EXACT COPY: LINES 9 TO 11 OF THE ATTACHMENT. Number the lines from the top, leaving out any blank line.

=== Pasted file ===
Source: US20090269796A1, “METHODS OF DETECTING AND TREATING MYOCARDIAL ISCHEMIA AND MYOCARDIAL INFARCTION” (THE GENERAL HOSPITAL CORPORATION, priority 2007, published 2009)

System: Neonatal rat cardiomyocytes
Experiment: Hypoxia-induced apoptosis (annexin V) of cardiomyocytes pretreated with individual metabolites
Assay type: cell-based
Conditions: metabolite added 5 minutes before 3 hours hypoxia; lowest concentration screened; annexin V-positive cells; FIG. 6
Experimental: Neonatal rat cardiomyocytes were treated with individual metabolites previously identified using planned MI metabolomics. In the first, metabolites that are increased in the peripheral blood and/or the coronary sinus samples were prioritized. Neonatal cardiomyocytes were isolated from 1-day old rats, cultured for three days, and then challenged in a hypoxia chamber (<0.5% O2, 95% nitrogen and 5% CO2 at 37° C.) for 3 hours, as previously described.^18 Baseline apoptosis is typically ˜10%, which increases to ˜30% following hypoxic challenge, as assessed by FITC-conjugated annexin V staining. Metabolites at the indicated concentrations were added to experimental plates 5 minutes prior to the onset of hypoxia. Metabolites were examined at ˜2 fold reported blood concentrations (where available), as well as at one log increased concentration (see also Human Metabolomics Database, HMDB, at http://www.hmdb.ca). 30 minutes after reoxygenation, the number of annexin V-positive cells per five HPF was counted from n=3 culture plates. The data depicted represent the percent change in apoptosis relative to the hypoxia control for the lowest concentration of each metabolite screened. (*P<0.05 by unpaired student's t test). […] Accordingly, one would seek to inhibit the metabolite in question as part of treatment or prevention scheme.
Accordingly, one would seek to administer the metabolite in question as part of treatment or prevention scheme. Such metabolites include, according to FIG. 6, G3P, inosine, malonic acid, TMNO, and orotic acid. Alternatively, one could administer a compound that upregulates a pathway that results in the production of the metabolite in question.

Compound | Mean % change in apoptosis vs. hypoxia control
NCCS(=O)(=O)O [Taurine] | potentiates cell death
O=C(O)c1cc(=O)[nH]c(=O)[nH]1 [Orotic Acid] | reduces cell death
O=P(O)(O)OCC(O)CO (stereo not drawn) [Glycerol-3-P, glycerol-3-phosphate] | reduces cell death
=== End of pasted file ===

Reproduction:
NCCS(=O)(=O)O [Taurine] | potentiates cell death
O=C(O)c1cc(=O)[nH]c(=O)[nH]1 [Orotic Acid] | reduces cell death
O=P(O)(O)OCC(O)CO (stereo not drawn) [Glycerol-3-P, glycerol-3-phosphate] | reduces cell death